Government Offers Rapid Transit Solutions the Chance to Push for Support

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Last week, the Department for Transport launched a call for evidence on how to better use and implement light rail and other rapid transit solutions in cities and towns.[1] The invitation presents rail and other transport providers with the opportunity to propose new schemes or solutions to senior officials directly.

Light rail and rapid transit can address multiple policy challenges

Traffic congestion, air pollution and ageing infrastructure are increasingly focussed on as issues that are constraining economic growth and harming health.[2] These problems are exacerbated by growing urbanisation.[3] Light transport systems can help tackle these issues by creating effective, cleaner, local transport systems appropriate for the changing demographic and socio-economic trends.

Government recognises this potential

Announcing the consultation, Minister of State for Transport, Jesse Norman MP said:

‘This is a great time to explore the incredible potential for light rail schemes across the country. Today’s wide-ranging call for evidence seeks new ideas and new support for the next generation of light rail, so that we make existing systems work better, and can work with cities and towns across the UK to create new ones.’[4]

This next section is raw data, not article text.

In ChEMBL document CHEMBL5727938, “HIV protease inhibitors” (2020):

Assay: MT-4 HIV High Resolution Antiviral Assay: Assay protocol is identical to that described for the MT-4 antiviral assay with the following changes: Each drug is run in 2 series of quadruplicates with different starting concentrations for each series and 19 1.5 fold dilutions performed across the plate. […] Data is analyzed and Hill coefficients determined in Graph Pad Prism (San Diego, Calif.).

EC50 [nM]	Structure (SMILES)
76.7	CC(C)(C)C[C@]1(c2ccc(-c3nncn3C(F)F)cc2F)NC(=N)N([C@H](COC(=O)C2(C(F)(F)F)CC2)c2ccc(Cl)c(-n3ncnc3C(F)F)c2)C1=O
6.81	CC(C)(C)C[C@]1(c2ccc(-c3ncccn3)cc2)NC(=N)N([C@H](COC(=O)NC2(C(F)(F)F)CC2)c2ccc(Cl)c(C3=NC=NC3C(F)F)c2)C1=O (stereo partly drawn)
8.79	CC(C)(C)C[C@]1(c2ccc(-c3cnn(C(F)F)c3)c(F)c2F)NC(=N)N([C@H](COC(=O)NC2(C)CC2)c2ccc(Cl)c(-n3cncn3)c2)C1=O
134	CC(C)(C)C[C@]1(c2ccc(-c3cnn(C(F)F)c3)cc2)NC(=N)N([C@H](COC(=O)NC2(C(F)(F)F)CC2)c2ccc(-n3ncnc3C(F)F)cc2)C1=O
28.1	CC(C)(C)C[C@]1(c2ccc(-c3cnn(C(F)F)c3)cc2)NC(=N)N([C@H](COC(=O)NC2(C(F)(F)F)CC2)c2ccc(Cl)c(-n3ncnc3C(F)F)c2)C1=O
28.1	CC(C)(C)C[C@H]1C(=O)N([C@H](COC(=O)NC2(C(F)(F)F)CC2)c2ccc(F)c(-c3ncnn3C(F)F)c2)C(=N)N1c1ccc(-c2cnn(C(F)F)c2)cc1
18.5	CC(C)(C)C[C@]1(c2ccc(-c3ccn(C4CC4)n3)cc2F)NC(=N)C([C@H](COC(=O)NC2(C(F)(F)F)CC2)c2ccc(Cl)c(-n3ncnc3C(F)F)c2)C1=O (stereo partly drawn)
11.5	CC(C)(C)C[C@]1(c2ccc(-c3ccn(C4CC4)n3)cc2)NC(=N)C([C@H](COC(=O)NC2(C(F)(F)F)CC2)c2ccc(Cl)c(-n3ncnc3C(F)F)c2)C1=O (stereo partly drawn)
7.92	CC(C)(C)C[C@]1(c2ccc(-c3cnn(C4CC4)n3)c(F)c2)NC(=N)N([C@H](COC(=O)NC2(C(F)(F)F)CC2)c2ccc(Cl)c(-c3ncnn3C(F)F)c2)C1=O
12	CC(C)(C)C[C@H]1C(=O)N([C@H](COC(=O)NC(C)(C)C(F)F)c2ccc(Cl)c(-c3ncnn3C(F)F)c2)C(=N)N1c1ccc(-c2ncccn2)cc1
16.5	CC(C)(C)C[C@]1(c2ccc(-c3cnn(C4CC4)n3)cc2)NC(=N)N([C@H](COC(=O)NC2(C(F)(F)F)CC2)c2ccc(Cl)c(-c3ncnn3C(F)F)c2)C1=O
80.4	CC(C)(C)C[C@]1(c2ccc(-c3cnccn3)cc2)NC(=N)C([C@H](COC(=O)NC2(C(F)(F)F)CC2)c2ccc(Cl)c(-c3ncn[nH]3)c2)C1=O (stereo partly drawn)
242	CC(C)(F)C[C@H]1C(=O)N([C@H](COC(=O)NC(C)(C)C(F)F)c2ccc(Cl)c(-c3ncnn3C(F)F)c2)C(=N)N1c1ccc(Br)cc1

The sector should seize the opportunity to demonstrate the benefits light rail and rapid transit can bring. With Government actively looking for suggestions, businesses should engage with stakeholders to secure support and encourage investment in their proposals.

Brevia Consulting provides straightforward political advice and support to businesses and organisations.

Discover how Brevia can help you and your organisation by contacting the Brevia Transport Team on 020 7091 1650 or contact@brevia.co.uk


[1] Department for Transport, Light rail and other rapid transit solutions in cities and towns: call for evidence, link

[2] Department for Environment, Food and Rural Affairs, Clean Air Strategy 2019, link

[3] BBC News, 22 June 2018, link

[4] Department for Transport, 7 February 2019, link

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